For beginners, it can seem like a good idea (and an exciting prospect) to buy a company that tells a good story to investors, even if it currently lacks a track record of revenue and profit. But the reality is that when a company loses money each year, for long enough, its investors will usually take their share of those losses. While a well funded company may sustain losses for years, it will need to generate a profit eventually, or else investors will move on and the company will wither away.
In contrast to all that, many investors prefer to focus on companies like Horizon Oil (ASX:HZN), which has not only revenues, but also profits. While profit isn't the sole metric that should be considered when investing, it's worth recognising businesses that can consistently produce it.
How Fast Is Horizon Oil Growing?
If you believe that markets are even vaguely efficient, then over the long term you'd expect a company's share price to follow its earnings per share (EPS) outcomes. That means EPS growth is considered a real positive by most successful long-term investors. We can see that in the last three years Horizon Oil grew its EPS by 7.0% per year. That might not be particularly high growth, but it does show that per-share earnings are moving steadily in the right direction.
One way to double-check a company's growth is to look at how its revenue, and earnings before interest and tax (EBIT) margins are changing. The music to the ears of Horizon Oil shareholders is that EBIT margins have grown from 31% to 35% in the last 12 months and revenues are on an upwards trend as well. Ticking those two boxes is a good sign of growth, in our book.
The chart below shows how the company's bottom and top lines have progressed over time. To see the actual numbers, click on the chart.
Horizon Oil isn't a huge company, given its market capitalisation of AU$256m. That makes it extra important to check on its balance sheet strength.
Are Horizon Oil Insiders Aligned With All Shareholders?
As a general rule, it's worth considering how much the CEO is paid, since unreasonably high rates could be considered against the interests of shareholders. Our analysis has discovered that the median total compensation for the CEOs of companies like Horizon Oil with market caps between US$100m and US$400m is about US$551k.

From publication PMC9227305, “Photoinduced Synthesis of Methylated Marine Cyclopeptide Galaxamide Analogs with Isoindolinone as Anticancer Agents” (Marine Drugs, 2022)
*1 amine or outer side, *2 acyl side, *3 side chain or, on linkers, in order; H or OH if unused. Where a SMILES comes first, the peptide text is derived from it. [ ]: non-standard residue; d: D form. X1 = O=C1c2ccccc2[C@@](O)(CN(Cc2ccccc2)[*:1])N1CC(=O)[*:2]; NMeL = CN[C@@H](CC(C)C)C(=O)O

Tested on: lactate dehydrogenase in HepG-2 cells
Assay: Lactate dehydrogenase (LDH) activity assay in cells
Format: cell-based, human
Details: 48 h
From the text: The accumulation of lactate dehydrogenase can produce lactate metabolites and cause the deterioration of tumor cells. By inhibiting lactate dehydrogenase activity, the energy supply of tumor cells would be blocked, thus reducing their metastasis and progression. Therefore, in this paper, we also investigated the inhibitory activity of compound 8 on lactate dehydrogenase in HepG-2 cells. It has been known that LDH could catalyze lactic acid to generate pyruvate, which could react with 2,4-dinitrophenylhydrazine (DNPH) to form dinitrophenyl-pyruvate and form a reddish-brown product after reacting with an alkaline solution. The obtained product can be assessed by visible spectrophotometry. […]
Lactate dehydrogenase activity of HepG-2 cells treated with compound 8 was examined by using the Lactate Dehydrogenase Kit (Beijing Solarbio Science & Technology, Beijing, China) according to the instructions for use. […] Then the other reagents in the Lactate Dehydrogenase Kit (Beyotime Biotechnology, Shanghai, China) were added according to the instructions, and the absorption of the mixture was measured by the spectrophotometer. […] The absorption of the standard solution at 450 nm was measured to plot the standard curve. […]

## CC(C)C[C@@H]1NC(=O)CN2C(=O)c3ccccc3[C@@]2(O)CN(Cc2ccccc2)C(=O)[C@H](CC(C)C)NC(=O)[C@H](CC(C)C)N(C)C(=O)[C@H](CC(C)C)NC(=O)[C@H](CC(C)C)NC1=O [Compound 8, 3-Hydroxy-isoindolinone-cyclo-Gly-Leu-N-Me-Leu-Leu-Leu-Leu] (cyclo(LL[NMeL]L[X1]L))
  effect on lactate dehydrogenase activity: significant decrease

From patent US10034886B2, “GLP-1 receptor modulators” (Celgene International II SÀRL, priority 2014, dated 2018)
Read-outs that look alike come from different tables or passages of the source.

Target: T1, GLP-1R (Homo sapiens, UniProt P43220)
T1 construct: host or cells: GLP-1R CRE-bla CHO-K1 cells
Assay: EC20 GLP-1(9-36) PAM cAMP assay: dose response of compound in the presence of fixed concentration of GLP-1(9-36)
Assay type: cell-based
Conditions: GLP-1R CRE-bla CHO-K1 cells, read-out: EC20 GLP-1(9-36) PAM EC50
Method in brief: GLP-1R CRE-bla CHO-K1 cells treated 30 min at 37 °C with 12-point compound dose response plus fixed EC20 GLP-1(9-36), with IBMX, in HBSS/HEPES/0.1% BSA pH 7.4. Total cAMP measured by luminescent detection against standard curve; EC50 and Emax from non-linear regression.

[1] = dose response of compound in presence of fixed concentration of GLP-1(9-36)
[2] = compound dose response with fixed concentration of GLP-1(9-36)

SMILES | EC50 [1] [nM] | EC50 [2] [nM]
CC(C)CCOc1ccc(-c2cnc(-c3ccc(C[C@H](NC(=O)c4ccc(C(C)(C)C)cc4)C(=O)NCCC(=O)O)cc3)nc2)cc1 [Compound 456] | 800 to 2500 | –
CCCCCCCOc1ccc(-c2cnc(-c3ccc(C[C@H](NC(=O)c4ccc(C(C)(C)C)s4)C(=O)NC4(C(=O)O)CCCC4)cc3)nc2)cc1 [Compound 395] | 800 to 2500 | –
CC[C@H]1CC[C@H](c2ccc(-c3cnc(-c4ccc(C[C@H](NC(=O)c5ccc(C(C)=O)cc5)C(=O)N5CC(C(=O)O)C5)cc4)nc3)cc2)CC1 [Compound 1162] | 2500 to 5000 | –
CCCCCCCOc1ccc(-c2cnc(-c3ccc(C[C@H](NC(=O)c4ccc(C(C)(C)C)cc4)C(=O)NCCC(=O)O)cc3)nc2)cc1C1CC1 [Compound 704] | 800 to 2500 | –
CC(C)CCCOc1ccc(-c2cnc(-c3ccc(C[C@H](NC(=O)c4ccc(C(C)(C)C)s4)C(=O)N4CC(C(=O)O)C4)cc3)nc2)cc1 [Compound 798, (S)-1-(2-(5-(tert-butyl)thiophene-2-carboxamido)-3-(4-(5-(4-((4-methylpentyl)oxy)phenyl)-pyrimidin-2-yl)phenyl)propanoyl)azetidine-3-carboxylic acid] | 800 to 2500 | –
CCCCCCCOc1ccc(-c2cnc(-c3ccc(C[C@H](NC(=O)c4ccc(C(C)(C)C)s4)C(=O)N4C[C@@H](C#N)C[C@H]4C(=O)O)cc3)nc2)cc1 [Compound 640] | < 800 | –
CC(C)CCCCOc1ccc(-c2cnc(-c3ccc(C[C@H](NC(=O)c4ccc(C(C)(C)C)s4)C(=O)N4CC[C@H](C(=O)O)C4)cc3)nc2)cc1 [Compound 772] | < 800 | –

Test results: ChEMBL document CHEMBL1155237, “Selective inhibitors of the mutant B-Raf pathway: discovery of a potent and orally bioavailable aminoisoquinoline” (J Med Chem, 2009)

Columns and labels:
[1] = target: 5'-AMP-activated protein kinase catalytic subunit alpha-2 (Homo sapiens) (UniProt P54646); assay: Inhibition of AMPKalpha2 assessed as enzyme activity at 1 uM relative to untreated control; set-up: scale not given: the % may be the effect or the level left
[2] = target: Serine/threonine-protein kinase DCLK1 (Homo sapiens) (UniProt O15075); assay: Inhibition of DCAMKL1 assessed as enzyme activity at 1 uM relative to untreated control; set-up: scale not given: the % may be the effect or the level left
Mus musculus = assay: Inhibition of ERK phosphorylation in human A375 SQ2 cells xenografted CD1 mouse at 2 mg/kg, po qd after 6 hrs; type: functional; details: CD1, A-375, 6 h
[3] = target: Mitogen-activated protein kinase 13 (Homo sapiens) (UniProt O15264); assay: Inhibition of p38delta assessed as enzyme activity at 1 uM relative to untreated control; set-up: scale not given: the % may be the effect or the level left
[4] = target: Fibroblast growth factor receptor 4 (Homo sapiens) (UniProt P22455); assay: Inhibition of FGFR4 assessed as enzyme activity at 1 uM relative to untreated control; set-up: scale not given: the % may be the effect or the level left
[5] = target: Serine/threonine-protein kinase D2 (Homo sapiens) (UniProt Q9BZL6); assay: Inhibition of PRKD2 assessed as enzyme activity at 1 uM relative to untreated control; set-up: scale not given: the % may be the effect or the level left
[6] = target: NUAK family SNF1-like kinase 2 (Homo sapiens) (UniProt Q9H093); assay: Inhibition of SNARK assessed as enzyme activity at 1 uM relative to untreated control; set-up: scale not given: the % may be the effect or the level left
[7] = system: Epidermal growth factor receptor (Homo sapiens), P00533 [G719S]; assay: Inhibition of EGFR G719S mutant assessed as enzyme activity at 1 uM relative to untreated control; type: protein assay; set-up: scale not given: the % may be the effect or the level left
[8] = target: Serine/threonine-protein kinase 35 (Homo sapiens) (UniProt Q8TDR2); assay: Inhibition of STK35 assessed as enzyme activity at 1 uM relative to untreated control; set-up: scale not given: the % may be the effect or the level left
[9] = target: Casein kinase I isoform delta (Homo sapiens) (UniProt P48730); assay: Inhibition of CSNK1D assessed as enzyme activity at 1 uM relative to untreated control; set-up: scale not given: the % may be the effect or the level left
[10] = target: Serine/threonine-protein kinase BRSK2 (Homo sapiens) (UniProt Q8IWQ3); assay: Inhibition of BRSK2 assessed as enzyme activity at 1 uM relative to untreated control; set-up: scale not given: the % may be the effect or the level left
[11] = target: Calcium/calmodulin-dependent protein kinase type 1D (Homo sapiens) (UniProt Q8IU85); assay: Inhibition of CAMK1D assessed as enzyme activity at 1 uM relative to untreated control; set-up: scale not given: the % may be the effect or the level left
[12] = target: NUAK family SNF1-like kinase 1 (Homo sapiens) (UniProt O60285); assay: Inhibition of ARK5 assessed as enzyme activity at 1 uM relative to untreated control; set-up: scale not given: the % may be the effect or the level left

Horizon Oil offered total compensation worth US$491k to its CEO in the year to June 2022. That seems pretty reasonable, especially given it's below the median for similar sized companies. While the level of CEO compensation shouldn't be the biggest factor in how the company is viewed, modest remuneration is a positive, because it suggests that the board keeps shareholder interests in mind. Generally, arguments can be made that reasonable pay levels attest to good decision-making.
Is Horizon Oil Worth Keeping An Eye On?
One positive for Horizon Oil is that it is growing EPS. That's nice to see. To add to this, the modest CEO compensation should tell investors that the directors have an active interest in delivering the best for shareholders. So all in all Horizon Oil is worthy at least considering for your watchlist. Still, you should learn about the 1 warning sign we've spotted with Horizon Oil.
There's always the possibility of doing well buying stocks that are not growing earnings and do not have insiders buying shares. But for those who consider these important metrics, we encourage you to check out companies that do have those features. You can access a free list of them here.
Please note the insider transactions discussed in this article refer to reportable transactions in the relevant jurisdiction.
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This article by Simply Wall St is general in nature. We provide commentary based on historical data and analyst forecasts only using an unbiased methodology and our articles are not intended to be financial advice. It does not constitute a recommendation to buy or sell any stock, and does not take account of your objectives, or your financial situation. We aim to bring you long-term focused analysis driven by fundamental data. Note that our analysis may not factor in the latest price-sensitive company announcements or qualitative material. Simply Wall St has no position in any stocks mentioned.